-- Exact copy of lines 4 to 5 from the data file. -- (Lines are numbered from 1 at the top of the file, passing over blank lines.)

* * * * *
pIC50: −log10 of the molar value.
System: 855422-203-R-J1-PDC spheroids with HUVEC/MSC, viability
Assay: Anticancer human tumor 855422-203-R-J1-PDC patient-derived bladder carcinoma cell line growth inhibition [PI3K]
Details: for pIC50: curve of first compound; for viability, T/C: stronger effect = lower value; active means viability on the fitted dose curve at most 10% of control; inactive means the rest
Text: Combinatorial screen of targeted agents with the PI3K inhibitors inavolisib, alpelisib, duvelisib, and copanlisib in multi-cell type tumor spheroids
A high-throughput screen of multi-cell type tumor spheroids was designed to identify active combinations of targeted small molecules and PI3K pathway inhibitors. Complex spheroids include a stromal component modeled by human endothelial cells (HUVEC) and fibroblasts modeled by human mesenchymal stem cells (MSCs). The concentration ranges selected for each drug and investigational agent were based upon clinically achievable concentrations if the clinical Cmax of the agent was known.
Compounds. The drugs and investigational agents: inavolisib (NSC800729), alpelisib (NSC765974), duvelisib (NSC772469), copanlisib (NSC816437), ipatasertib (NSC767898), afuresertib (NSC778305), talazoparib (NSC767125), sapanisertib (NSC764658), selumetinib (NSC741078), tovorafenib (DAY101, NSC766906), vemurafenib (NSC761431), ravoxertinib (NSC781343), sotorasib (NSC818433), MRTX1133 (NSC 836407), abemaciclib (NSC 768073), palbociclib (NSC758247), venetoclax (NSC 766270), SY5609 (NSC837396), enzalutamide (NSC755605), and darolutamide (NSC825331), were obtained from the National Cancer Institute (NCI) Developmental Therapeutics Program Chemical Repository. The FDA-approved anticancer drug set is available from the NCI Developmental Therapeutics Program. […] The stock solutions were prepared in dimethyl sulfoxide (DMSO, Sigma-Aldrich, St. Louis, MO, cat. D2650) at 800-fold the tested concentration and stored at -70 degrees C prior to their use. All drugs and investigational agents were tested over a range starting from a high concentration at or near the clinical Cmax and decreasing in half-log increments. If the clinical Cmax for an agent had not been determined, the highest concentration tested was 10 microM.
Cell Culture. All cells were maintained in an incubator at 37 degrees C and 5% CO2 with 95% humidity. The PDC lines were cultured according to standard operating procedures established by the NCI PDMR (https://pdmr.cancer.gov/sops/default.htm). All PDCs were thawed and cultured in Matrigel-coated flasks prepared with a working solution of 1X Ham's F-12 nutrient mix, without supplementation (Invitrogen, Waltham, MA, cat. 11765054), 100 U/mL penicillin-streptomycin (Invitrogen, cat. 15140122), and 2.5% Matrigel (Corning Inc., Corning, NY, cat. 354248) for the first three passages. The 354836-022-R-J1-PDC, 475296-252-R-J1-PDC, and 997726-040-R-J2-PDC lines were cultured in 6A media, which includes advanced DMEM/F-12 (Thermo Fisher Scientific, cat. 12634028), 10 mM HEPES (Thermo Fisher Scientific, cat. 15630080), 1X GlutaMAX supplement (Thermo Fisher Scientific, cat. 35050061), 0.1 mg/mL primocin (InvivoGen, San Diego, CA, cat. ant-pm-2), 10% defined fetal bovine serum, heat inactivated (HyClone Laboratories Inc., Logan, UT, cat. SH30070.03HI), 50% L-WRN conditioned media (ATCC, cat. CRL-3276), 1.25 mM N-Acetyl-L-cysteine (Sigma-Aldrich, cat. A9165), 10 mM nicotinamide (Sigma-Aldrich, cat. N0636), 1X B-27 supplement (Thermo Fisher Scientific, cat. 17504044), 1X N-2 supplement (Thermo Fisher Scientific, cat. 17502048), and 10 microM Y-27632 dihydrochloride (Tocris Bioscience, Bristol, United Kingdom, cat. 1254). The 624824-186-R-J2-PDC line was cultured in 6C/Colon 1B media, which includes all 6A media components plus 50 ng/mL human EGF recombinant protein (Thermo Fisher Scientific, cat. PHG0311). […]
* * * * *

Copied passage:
Details: for pIC50: curve of first compound; for viability, T/C: stronger effect = lower value; active means viability on the fitted dose curve at most 10% of control; inactive means the rest
Text: Combinatorial screen of targeted agents with the PI3K inhibitors inavolisib, alpelisib, duvelisib, and copanlisib in multi-cell type tumor spheroids